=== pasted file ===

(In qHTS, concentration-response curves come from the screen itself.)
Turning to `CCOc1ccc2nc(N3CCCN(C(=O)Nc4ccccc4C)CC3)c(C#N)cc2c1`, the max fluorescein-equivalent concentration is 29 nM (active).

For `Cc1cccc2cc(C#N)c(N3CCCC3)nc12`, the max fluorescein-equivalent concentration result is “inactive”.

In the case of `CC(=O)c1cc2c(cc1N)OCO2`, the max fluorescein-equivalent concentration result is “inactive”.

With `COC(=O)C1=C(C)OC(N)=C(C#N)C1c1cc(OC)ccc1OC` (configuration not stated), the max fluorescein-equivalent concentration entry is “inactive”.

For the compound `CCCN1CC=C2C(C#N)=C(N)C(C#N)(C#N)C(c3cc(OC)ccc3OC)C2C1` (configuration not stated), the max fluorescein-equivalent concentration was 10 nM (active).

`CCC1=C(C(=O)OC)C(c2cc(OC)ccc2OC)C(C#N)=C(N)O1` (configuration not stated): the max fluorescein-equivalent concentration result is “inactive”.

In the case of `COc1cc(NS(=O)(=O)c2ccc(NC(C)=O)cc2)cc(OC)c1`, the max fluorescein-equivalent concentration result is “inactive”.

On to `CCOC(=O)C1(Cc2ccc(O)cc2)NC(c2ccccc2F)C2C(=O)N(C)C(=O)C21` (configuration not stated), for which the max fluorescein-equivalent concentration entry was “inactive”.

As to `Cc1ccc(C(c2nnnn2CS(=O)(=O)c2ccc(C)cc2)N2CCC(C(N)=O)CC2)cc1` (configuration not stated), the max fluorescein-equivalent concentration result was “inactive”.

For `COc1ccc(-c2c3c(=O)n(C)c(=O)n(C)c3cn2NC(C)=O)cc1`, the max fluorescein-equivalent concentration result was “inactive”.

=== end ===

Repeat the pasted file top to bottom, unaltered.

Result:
(In qHTS, concentration-response curves come from the screen itself.)
Turning to `CCOc1ccc2nc(N3CCCN(C(=O)Nc4ccccc4C)CC3)c(C#N)cc2c1`, the max fluorescein-equivalent concentration is 29 nM (active).

For `Cc1cccc2cc(C#N)c(N3CCCC3)nc12`, the max fluorescein-equivalent concentration result is “inactive”.

In the case of `CC(=O)c1cc2c(cc1N)OCO2`, the max fluorescein-equivalent concentration result is “inactive”.

With `COC(=O)C1=C(C)OC(N)=C(C#N)C1c1cc(OC)ccc1OC` (configuration not stated), the max fluorescein-equivalent concentration entry is “inactive”.

For the compound `CCCN1CC=C2C(C#N)=C(N)C(C#N)(C#N)C(c3cc(OC)ccc3OC)C2C1` (configuration not stated), the max fluorescein-equivalent concentration was 10 nM (active).

`CCC1=C(C(=O)OC)C(c2cc(OC)ccc2OC)C(C#N)=C(N)O1` (configuration not stated): the max fluorescein-equivalent concentration result is “inactive”.

In the case of `COc1cc(NS(=O)(=O)c2ccc(NC(C)=O)cc2)cc(OC)c1`, the max fluorescein-equivalent concentration result is “inactive”.

On to `CCOC(=O)C1(Cc2ccc(O)cc2)NC(c2ccccc2F)C2C(=O)N(C)C(=O)C21` (configuration not stated), for which the max fluorescein-equivalent concentration entry was “inactive”.

As to `Cc1ccc(C(c2nnnn2CS(=O)(=O)c2ccc(C)cc2)N2CCC(C(N)=O)CC2)cc1` (configuration not stated), the max fluorescein-equivalent concentration result was “inactive”.

For `COc1ccc(-c2c3c(=O)n(C)c(=O)n(C)c3cn2NC(C)=O)cc1`, the max fluorescein-equivalent concentration result was “inactive”.